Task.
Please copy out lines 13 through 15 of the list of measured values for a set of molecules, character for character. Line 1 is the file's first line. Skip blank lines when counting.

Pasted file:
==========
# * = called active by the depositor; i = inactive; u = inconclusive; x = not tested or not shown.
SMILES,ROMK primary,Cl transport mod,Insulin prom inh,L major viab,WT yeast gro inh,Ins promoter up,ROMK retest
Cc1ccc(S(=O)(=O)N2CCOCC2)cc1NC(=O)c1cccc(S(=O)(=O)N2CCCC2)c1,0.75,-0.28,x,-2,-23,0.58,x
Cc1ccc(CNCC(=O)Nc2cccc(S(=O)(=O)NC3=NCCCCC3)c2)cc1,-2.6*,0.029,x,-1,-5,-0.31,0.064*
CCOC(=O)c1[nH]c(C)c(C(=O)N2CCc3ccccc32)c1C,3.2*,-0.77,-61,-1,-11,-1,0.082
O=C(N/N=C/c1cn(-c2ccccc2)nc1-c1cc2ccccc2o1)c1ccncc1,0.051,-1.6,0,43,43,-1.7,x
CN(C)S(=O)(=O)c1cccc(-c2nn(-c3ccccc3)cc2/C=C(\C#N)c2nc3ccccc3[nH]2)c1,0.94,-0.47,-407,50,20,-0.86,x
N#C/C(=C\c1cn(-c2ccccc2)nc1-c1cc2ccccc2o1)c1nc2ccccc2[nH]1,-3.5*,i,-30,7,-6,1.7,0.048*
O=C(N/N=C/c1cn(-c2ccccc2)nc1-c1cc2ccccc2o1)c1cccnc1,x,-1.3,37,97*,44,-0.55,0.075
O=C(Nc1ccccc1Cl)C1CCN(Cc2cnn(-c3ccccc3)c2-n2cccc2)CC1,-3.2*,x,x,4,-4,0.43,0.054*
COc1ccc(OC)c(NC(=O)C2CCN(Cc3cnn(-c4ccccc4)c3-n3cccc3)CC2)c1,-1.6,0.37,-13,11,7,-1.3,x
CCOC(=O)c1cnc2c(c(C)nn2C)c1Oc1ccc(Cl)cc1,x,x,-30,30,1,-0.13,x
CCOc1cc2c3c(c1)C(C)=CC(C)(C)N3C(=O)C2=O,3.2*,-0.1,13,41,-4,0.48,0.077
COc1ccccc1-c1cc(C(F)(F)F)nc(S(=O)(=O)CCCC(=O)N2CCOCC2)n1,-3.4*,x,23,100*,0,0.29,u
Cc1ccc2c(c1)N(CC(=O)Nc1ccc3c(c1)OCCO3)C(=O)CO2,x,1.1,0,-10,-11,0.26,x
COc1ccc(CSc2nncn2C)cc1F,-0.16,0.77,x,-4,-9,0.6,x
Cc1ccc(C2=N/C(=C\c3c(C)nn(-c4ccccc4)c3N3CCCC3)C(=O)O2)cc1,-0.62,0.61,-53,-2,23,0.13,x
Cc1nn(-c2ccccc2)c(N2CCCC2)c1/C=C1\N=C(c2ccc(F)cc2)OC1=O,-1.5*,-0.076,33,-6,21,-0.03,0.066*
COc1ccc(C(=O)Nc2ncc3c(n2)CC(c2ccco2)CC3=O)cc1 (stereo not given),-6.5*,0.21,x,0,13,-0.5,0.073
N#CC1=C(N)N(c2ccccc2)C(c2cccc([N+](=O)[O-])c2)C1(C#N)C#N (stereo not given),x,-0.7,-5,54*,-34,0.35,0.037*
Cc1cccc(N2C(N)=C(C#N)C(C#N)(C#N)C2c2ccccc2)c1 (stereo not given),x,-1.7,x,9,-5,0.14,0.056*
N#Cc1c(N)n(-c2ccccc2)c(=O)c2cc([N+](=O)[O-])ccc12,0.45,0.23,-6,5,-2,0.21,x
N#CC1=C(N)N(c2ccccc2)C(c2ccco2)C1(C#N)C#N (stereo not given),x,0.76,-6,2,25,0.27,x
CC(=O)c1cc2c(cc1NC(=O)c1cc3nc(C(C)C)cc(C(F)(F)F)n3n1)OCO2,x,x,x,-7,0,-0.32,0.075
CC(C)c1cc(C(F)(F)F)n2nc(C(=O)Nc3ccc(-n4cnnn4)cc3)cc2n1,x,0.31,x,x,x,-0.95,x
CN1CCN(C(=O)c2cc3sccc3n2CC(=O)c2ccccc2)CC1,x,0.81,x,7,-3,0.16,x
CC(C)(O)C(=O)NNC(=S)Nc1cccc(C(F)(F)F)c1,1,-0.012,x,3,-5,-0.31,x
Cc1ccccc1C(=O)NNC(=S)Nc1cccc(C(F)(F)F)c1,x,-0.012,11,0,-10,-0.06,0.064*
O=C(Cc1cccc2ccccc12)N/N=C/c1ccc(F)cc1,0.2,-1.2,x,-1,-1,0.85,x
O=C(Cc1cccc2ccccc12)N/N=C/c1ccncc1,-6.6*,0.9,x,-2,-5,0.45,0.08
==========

CCOc1cc2c3c(c1)C(C)=CC(C)(C)N3C(=O)C2=O,3.2*,-0.1,13,41,-4,0.48,0.077
COc1ccccc1-c1cc(C(F)(F)F)nc(S(=O)(=O)CCCC(=O)N2CCOCC2)n1,-3.4*,x,23,100*,0,0.29,u
Cc1ccc2c(c1)N(CC(=O)Nc1ccc3c(c1)OCCO3)C(=O)CO2,x,1.1,0,-10,-11,0.26,x